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As an American Literature teacher, it was the highlight of my life to go on this little tour of the "real" setting behind The Great Gatsby! I have included a map of the area here, so you can see it clearly. West Egg and East Egg are now called "Great Neck" on Long Island, New York. Although I would disagree with Fitzgerald that the two "unusual formations of land" actually look like eggs, I suppose they do look a bit like peninsular eggs, . . if you squint your eyes. The bay in between them is often called "Manhasset Bay" because the town of Manhasset is right at the base of the bay. If you go east (towards New York City) on 495, you will pass right by the Valley of Ashes, which Fitzgerald adequately describes as located in "the borough of Queens."
Just as a little side note, there really are huge mansions on the two "eggs" in Great Neck (and some of them are on a street called Gatsby Lane), . . . and Queens really is a Valley of Ashes (at least in the sense that the socioeconomic level is vastly different between the two areas). In addition, I found it totally titillating that Daisy really would have had a green light on her dock, . . . if you follow the old rule of "green going, red right returning."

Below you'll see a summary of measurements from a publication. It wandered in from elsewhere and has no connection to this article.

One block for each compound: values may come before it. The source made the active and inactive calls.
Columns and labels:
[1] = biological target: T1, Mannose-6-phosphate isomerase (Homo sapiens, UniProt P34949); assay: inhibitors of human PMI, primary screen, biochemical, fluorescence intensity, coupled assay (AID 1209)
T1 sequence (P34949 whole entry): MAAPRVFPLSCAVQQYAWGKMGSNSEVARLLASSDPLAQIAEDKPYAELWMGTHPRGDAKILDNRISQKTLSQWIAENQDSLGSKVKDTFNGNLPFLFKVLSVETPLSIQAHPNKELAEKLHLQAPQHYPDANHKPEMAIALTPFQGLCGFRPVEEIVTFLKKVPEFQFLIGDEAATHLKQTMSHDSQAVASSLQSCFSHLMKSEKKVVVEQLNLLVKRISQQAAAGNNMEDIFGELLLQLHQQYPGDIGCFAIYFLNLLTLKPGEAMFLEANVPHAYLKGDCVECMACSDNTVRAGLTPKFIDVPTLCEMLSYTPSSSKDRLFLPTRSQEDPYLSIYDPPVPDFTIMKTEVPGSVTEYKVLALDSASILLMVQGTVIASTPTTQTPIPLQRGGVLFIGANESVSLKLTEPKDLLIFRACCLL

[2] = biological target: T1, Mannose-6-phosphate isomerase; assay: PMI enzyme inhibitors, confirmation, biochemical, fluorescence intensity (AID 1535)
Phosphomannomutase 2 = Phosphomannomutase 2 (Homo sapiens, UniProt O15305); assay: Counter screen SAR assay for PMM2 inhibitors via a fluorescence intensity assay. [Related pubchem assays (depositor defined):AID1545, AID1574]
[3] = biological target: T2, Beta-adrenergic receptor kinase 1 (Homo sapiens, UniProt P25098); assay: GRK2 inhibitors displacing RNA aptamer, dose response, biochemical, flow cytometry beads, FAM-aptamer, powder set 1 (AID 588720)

I just wanted to clear up a point from someone else's answer to this question. The response I saw states that East Egg and West Egg are now known as Great Neck. This is partially accurate. I grew up in Great Neck, which is, in fact, the area described in The Great Gatsby as "West Egg". Additionally, a street called Gatsby Lane does in fact exist and is set in the location where the mansion is described. However, East Egg is not Great Neck, it is a separate town called Sands Point. If you look for these two towns on any map of Long Island, you will easily be able to locate East and West Eggs.
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